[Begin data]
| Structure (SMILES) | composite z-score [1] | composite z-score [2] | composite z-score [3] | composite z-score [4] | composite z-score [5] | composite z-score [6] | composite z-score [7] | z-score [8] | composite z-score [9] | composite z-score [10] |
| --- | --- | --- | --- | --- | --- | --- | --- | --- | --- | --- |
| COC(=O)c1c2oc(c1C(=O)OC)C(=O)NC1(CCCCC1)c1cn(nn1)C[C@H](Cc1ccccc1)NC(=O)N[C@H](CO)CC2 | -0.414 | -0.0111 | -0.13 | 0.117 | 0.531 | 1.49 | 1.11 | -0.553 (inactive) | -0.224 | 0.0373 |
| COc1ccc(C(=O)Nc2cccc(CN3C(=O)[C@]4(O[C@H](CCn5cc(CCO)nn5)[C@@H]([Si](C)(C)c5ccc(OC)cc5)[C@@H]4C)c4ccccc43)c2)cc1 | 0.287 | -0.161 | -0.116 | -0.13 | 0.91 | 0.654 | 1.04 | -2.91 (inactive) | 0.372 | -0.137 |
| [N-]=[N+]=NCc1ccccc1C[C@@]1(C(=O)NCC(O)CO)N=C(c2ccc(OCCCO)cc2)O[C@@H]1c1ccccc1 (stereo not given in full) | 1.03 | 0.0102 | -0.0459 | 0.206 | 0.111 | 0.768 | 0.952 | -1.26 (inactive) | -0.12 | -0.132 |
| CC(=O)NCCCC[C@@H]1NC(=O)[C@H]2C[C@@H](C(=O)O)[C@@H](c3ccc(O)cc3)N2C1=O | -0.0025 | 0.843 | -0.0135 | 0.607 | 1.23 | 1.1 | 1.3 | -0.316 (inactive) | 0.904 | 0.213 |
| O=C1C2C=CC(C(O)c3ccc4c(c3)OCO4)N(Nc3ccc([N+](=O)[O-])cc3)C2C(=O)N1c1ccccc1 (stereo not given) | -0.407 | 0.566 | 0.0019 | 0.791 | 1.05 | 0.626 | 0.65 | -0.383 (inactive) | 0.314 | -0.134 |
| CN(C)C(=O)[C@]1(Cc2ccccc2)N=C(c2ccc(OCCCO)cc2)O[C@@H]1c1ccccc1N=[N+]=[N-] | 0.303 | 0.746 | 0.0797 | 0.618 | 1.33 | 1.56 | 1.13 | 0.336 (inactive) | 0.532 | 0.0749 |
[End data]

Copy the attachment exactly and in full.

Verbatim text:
| Structure (SMILES) | composite z-score [1] | composite z-score [2] | composite z-score [3] | composite z-score [4] | composite z-score [5] | composite z-score [6] | composite z-score [7] | z-score [8] | composite z-score [9] | composite z-score [10] |
| --- | --- | --- | --- | --- | --- | --- | --- | --- | --- | --- |
| COC(=O)c1c2oc(c1C(=O)OC)C(=O)NC1(CCCCC1)c1cn(nn1)C[C@H](Cc1ccccc1)NC(=O)N[C@H](CO)CC2 | -0.414 | -0.0111 | -0.13 | 0.117 | 0.531 | 1.49 | 1.11 | -0.553 (inactive) | -0.224 | 0.0373 |
| COc1ccc(C(=O)Nc2cccc(CN3C(=O)[C@]4(O[C@H](CCn5cc(CCO)nn5)[C@@H]([Si](C)(C)c5ccc(OC)cc5)[C@@H]4C)c4ccccc43)c2)cc1 | 0.287 | -0.161 | -0.116 | -0.13 | 0.91 | 0.654 | 1.04 | -2.91 (inactive) | 0.372 | -0.137 |
| [N-]=[N+]=NCc1ccccc1C[C@@]1(C(=O)NCC(O)CO)N=C(c2ccc(OCCCO)cc2)O[C@@H]1c1ccccc1 (stereo not given in full) | 1.03 | 0.0102 | -0.0459 | 0.206 | 0.111 | 0.768 | 0.952 | -1.26 (inactive) | -0.12 | -0.132 |
| CC(=O)NCCCC[C@@H]1NC(=O)[C@H]2C[C@@H](C(=O)O)[C@@H](c3ccc(O)cc3)N2C1=O | -0.0025 | 0.843 | -0.0135 | 0.607 | 1.23 | 1.1 | 1.3 | -0.316 (inactive) | 0.904 | 0.213 |
| O=C1C2C=CC(C(O)c3ccc4c(c3)OCO4)N(Nc3ccc([N+](=O)[O-])cc3)C2C(=O)N1c1ccccc1 (stereo not given) | -0.407 | 0.566 | 0.0019 | 0.791 | 1.05 | 0.626 | 0.65 | -0.383 (inactive) | 0.314 | -0.134 |
| CN(C)C(=O)[C@]1(Cc2ccccc2)N=C(c2ccc(OCCCO)cc2)O[C@@H]1c1ccccc1N=[N+]=[N-] | 0.303 | 0.746 | 0.0797 | 0.618 | 1.33 | 1.56 | 1.13 | 0.336 (inactive) | 0.532 | 0.0749 |